Employee takes false allegations to the press? You can sue for defamation — Business Management Daily: Free Reports on Human Resources, Employment Law, Office Management, Office Communication, Office Technology and Small Business Tax Business Management Daily
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Employee takes false allegations to the press? You can sue for defamation

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in Discrimination and Harassment,Human Resources

Here’s a novel approach for em­­ployers falsely accused of discrimination in the press. If you win the discrimination case, you may be able to sue the employee for defamation.

Recent case: Sandra, who has gray hair, worked as a Capital Title branch manager for about eight years until she was terminated. Sandra told a reporter she was suing because she had been fired for refusing to dye her hair. The Houston Chroni­­cle published her allegations. (See “Sure, the Galleria is swanky, but is it worth a lawsuit?”)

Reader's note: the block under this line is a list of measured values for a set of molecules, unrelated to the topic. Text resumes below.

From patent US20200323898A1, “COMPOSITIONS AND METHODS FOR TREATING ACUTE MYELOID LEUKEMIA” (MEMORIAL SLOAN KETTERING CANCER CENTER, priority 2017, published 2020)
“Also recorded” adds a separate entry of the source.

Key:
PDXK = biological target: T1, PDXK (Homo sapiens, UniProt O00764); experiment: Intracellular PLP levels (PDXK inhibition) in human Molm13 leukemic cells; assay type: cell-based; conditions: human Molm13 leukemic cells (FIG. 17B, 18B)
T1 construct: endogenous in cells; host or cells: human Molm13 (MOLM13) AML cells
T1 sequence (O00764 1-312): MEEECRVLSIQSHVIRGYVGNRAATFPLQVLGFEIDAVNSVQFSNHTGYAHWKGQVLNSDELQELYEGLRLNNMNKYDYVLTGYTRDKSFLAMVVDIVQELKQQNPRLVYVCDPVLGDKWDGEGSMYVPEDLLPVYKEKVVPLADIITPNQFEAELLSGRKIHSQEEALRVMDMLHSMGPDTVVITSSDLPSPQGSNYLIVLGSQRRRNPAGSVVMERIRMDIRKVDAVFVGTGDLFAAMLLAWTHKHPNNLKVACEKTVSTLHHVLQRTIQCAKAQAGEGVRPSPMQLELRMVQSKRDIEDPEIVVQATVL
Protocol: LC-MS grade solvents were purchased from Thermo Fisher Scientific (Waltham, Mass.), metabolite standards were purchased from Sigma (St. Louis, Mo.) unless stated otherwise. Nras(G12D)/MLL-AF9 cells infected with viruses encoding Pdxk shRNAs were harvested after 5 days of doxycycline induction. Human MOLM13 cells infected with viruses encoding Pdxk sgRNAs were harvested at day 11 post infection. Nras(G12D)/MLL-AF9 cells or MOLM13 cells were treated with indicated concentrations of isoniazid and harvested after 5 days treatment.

When Sandra sued, Capital Title countersued for defamation, claiming the news reports harmed its image.

It also asked the court to toss out Sandra’s age discrimination claim, arguing that it fired her because of customer complaints about rudeness and a generally unpleasant demeanor—not her gray hair.

Sandra claimed that the day before she was fired, her boss told her that she should wear “clothes that are more appropriate for the workplace,” and perhaps get her “hair trimmed and dyed.” Capital Title countered that the next day, Sandra arrived late, smelled like alcohol, wore inappropriate clothing and refused to do her work. That’s when it fired her.

The court dismissed Sandra’s age discrimination case, concluding there was good reason for firing her. It also said the defamation coun­­ter­­claim could proceed based on Sandra’s comments to the press. (Raw­­line v. Capital Title, No. H-11-2379, SD TX, 2012)

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